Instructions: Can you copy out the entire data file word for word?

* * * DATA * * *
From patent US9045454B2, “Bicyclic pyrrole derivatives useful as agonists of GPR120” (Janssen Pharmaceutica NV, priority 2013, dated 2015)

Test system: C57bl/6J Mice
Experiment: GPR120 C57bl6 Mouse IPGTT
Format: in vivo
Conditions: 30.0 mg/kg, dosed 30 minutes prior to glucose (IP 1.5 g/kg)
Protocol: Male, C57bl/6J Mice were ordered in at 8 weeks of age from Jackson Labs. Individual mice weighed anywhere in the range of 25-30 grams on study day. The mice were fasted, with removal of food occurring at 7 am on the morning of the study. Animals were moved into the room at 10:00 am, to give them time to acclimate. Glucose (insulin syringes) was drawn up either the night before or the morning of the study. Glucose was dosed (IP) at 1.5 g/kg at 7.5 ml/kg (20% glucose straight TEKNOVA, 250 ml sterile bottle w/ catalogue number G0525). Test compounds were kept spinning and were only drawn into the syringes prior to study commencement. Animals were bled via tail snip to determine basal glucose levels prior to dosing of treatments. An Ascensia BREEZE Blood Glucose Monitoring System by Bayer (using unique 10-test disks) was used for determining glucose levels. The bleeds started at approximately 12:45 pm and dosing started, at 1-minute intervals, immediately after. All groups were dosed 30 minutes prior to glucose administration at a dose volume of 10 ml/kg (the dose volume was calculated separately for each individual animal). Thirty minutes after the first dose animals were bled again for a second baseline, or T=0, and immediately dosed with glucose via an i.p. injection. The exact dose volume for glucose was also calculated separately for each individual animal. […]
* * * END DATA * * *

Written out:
From patent US9045454B2, “Bicyclic pyrrole derivatives useful as agonists of GPR120” (Janssen Pharmaceutica NV, priority 2013, dated 2015)

Test system: C57bl/6J Mice
Experiment: GPR120 C57bl6 Mouse IPGTT
Format: in vivo
Conditions: 30.0 mg/kg, dosed 30 minutes prior to glucose (IP 1.5 g/kg)
Protocol: Male, C57bl/6J Mice were ordered in at 8 weeks of age from Jackson Labs. Individual mice weighed anywhere in the range of 25-30 grams on study day. The mice were fasted, with removal of food occurring at 7 am on the morning of the study. Animals were moved into the room at 10:00 am, to give them time to acclimate. Glucose (insulin syringes) was drawn up either the night before or the morning of the study. Glucose was dosed (IP) at 1.5 g/kg at 7.5 ml/kg (20% glucose straight TEKNOVA, 250 ml sterile bottle w/ catalogue number G0525). Test compounds were kept spinning and were only drawn into the syringes prior to study commencement. Animals were bled via tail snip to determine basal glucose levels prior to dosing of treatments. An Ascensia BREEZE Blood Glucose Monitoring System by Bayer (using unique 10-test disks) was used for determining glucose levels. The bleeds started at approximately 12:45 pm and dosing started, at 1-minute intervals, immediately after. All groups were dosed 30 minutes prior to glucose administration at a dose volume of 10 ml/kg (the dose volume was calculated separately for each individual animal). Thirty minutes after the first dose animals were bled again for a second baseline, or T=0, and immediately dosed with glucose via an i.p. injection. The exact dose volume for glucose was also calculated separately for each individual animal. […]